标题：Factors affecting carbon emissons in the G7 and BRICS countries: Evidence from quantile regression
作者：Zhou, Yefan ;Sirisrisakulchai, Jirakom ;Liu, Jianxu ;Sriboonchitta, Songsak
作者机构：[Zhou, Yefan ;Sirisrisakulchai, Jirakom ;Sriboonchitta, Songsak ] Faculty of Economics, Chiang Mai University, Chiang Mai; 50200, Thailand;[Sirisrisak 更多
会议名称：7th International Symposium on Integrated Uncertainty in Knowledge Modelling and Decision Making, IUKM 2019
会议日期：March 27, 2019 - March 29, 2019
来源：Lecture Notes in Computer Science (including subseries Lecture Notes in Artificial Intelligence and Lecture Notes in Bioinformatics)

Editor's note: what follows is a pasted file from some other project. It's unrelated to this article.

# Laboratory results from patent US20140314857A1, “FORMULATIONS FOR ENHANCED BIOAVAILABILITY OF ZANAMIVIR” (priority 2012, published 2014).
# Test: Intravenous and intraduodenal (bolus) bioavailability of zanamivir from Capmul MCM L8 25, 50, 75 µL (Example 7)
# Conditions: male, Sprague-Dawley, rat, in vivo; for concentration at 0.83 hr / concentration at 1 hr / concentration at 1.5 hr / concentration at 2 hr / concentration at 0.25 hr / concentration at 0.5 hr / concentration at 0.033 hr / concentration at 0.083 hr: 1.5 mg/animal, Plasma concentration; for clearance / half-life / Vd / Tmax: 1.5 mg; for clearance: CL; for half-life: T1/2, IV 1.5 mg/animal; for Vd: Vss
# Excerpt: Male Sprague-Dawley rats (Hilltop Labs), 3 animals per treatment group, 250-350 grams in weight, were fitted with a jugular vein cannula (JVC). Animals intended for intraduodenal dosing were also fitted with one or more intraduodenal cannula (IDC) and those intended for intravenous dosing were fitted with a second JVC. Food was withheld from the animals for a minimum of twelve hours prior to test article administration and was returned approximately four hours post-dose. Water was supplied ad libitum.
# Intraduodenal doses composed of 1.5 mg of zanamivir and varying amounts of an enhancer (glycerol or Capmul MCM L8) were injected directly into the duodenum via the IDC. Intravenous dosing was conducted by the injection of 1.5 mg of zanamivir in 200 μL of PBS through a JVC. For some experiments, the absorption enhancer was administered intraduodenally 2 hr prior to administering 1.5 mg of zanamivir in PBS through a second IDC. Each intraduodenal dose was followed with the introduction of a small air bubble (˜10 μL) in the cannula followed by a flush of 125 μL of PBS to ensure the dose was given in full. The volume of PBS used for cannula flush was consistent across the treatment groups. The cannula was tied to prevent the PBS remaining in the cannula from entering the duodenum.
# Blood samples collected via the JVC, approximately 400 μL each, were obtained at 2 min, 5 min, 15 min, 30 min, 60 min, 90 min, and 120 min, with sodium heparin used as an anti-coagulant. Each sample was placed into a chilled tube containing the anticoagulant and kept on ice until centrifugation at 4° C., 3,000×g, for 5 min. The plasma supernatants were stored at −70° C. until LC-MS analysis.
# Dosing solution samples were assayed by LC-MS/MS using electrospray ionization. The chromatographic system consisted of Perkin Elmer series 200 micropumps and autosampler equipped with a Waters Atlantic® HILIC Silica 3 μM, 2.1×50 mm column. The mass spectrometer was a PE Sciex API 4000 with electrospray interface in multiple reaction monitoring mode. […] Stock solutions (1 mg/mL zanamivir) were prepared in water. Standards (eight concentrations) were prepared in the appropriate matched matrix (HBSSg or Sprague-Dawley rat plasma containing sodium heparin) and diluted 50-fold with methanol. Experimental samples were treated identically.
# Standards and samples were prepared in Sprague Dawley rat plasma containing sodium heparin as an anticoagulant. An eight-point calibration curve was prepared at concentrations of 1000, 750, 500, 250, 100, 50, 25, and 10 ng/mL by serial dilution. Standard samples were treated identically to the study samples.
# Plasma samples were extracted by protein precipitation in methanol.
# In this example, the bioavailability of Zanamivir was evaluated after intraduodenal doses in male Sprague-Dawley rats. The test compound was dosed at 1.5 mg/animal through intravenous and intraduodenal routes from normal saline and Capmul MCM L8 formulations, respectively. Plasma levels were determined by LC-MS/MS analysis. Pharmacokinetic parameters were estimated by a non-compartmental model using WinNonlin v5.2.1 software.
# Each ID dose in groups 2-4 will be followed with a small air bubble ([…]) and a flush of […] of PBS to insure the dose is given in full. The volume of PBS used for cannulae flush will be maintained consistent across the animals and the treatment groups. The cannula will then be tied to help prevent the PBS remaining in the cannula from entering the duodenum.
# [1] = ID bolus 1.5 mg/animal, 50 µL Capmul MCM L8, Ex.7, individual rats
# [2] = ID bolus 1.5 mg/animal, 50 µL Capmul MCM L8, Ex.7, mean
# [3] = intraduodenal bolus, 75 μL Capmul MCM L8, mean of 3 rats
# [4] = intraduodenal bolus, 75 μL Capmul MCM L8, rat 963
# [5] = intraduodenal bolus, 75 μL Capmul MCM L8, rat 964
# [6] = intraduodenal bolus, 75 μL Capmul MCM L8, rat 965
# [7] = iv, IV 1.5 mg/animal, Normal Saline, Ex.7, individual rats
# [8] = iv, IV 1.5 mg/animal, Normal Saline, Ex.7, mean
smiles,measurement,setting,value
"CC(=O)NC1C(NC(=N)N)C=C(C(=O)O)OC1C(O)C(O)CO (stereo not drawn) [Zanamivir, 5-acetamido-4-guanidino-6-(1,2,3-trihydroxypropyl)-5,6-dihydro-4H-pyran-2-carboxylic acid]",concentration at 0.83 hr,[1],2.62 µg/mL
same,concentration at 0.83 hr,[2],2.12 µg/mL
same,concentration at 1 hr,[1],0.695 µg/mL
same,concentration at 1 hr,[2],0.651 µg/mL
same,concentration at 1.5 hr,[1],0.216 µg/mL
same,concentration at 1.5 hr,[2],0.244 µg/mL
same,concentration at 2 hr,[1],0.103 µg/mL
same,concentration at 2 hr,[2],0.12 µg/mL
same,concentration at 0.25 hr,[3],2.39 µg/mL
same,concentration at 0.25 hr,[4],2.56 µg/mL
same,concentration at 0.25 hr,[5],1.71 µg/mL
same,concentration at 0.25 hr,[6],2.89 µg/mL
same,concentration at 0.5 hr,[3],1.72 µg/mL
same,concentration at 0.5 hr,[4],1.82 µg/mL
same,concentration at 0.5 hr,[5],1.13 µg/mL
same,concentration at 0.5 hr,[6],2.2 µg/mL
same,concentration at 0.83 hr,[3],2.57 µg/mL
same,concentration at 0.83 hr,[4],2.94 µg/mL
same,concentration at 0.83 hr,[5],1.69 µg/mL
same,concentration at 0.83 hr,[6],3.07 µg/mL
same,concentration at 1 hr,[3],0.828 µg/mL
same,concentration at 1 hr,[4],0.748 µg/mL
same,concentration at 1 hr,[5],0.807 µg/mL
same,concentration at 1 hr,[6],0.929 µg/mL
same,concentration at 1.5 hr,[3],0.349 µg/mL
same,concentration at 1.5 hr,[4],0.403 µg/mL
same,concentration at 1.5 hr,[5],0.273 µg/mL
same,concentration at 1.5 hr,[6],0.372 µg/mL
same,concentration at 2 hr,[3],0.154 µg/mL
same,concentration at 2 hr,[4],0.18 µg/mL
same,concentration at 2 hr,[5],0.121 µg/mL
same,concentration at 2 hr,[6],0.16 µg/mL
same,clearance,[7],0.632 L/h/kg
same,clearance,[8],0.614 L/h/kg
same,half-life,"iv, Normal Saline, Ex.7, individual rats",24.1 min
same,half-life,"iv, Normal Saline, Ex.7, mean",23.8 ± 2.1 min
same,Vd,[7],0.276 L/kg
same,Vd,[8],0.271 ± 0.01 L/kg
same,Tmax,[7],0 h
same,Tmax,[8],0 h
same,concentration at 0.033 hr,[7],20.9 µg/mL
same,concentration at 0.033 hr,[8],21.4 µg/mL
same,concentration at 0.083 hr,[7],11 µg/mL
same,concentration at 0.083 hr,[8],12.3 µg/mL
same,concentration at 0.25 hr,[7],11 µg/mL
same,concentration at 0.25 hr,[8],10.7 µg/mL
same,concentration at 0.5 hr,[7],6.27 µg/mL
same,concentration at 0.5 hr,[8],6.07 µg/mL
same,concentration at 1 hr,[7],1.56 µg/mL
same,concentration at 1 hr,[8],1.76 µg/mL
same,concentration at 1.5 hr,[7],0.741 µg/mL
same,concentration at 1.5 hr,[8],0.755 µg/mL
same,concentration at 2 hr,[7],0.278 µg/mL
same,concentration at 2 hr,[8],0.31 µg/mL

摘要：Over the last three decades, the relationship between growth, foreign direct investment and carbon emissions has become an important issue among environmental economists. The target of this study is to investigate the impact of economic growth and foreign direct investment on carbon emissions in order to provide environmental improvement suggestions. This study tests the validity of the Environmental Kuznets Curve (EKC) hypothesis, including G7 countries (Canada, United State, United Kingdom, Japan, France, Germany, Italy) and BRICS countries (Brazil, Russia, India, China and South Africa) for the period of 1992–2014. We adopt a panel quantile regression model that takes unobserved individual heterogeneity and distributional heterogeneity into consideration. Moreover, to avoid an omitted variable bias, certain related control variables are included in our model. Firstly, our empirical results show that the effect of the independent variables on carbon emissions is heterogeneous across quantiles. Secondly, regarding the impact of FDI on carbon emissions, we find that these results support the pollution halo theory in G7 countries and support the pollution haven hypothesis in BRICS countries. Thirdly, the empirical findings are in support of inverted U-shaped curve of EKC in G7 countries. Finally, the results of the study also provide policymakers with important policy recommendations. In addition, our findings suggest carbon emissions control measures should be tailored differently across low-emissions and high-emissions nations.
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